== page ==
Race: Stagecoach 100

Runner: Jayme H

Race Date: 09/21/2019

Location: Flagstaff, AZ

Results: 29:10:00

Strava Activity Link: https://strava.app.link/iCr4mJrjT0

3 Bests – What aspects of the race did you like the most?

1) Scenery
2) Buttery trail and all runnable
3) Great community

Not so much – Aspects of the race that didn’t do it for you

1) Lack of pre-race briefing the day prior. What I loved about the race and disliked about this race were essentially the same thing. It was all about the pure running experience and not about any sort of hype. There was no real place to ask questions of the race director or time to do it. Pre-race check-in was “here’s your bib, see ya tomorrow” sort of affair. And the pre-race orientation 5 minutes before the start was sort of like, “um we marked the course, stay on it, and we have awesome sponsors and volunteers”.

Weird factor – What’s the weirdest thing about this race?

I was the weird factor. I was scheming to get Jim Walmsley to sign my hat or something and ended up just having him draw numbers on my leg. It was awkward. Sorry dude, I’m sure you get weird shit from fans all the time.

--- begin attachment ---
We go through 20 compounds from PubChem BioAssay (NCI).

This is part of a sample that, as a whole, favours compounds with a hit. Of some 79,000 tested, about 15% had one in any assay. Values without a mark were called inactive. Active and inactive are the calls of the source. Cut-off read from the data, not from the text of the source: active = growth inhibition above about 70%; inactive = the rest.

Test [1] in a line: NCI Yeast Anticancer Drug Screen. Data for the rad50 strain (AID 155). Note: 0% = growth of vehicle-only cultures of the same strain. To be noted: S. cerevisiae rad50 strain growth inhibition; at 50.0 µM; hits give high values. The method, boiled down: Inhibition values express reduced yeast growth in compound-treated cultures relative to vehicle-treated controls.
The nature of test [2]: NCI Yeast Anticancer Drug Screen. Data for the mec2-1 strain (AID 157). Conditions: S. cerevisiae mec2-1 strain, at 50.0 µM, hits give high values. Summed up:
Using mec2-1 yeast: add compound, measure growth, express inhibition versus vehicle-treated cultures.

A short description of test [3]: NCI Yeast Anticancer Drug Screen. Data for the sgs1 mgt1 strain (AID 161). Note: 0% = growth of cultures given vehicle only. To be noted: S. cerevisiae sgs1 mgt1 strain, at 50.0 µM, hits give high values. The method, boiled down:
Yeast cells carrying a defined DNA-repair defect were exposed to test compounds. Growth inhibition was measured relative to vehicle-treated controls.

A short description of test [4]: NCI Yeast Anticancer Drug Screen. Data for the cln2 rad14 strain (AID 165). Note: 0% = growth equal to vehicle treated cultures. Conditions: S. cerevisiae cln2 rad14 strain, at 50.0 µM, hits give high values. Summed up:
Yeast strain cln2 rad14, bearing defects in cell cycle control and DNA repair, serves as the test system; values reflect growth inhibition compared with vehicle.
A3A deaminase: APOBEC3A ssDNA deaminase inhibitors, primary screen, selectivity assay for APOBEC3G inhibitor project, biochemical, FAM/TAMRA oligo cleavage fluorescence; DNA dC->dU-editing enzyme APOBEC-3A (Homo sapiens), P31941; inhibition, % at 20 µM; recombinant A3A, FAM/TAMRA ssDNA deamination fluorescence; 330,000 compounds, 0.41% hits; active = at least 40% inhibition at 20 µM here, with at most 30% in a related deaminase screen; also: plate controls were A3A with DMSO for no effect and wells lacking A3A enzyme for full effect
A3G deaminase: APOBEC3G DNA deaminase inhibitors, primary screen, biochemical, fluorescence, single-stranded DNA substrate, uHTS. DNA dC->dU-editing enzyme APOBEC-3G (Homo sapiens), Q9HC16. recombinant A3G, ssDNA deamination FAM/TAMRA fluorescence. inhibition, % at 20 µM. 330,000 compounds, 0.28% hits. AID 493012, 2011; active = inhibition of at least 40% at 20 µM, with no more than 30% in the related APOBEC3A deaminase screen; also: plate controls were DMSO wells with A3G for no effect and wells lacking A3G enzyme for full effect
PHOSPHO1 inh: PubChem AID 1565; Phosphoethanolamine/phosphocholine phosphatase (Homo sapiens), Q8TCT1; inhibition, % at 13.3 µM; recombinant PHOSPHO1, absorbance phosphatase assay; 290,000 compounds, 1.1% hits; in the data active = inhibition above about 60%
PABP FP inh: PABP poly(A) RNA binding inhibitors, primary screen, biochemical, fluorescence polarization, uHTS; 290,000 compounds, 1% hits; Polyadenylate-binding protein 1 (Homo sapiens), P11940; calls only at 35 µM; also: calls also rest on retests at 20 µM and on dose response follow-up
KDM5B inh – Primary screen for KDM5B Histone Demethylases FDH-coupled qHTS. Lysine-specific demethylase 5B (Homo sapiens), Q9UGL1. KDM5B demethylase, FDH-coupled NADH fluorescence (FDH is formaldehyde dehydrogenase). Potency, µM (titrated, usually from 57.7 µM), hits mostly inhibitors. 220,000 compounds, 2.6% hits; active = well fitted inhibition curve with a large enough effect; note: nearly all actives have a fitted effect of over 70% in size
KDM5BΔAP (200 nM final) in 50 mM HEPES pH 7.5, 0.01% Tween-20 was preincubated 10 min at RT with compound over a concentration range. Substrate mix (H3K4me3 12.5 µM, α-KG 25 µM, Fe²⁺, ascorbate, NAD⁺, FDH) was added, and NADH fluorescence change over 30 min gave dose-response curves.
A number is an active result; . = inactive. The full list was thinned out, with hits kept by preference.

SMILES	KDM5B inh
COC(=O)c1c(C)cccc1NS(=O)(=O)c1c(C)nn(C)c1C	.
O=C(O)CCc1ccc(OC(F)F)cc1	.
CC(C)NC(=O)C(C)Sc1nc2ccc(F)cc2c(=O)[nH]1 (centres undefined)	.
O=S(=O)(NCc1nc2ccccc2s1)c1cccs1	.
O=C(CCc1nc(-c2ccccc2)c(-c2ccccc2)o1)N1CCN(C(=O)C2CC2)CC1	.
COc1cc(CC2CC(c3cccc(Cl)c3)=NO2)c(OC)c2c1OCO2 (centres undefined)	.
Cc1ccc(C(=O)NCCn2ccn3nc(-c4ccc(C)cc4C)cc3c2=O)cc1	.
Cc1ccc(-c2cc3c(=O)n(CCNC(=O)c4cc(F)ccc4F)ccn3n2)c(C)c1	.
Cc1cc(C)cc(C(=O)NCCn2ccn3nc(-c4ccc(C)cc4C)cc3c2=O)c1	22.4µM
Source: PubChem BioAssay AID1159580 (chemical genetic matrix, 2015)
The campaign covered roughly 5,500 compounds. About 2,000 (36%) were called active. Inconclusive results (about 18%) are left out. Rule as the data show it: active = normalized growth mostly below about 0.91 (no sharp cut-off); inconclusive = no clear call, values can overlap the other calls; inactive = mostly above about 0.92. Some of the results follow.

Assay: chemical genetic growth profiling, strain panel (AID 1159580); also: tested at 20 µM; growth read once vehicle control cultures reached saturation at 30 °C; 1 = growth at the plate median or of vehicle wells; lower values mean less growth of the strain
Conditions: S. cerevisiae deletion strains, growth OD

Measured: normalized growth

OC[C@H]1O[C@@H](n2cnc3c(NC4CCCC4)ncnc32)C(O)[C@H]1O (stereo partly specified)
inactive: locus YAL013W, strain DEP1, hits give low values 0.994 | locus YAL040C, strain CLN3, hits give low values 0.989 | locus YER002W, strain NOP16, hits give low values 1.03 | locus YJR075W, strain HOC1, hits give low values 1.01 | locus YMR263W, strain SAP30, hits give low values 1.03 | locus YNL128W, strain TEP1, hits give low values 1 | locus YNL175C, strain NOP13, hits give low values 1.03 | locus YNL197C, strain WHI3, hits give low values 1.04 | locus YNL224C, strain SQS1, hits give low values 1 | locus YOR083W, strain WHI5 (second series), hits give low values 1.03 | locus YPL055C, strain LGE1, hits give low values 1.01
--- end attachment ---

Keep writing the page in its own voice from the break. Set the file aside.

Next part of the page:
Highlights of your race – What did you do well and enjoy about your race in particular?

I really had minimal lows. The scenery, the buttery trail, the amazing aid stations, the people all kept me mostly on stoke mode the whole race. Running through awesome aspens in the first 50k made a third of the race pass by in a blink. Being wowed by an insane sun blasted high desert with Pinion Pine to Ponderosa to grasslands kept me occupied until sunset. Then moo cows sprinting across the sunset horizon brought me to night. I kept eating food nearly every 15-30 minutes. Drained nearly 2L of water between every aid station.

Lessons for others – Share your pro-tips on the race to help the next runner

Not sure about the medical wisdom of this but I did take two doses of anti-diarrhea meds in the late evening and night to slow my bowel movements. After sundown I had 4-5 BM’s and feared it turning in to a “looser” experience. My last race the same thing had happened so I had pills in baggies at each drop bag location along with TUMs. Like my last race at Fat Dog 70 packing fresh shoes in 3-4 different drop-bag aid stations was key. Fresh shoes and socks and full change of clothing options kept my spirits high.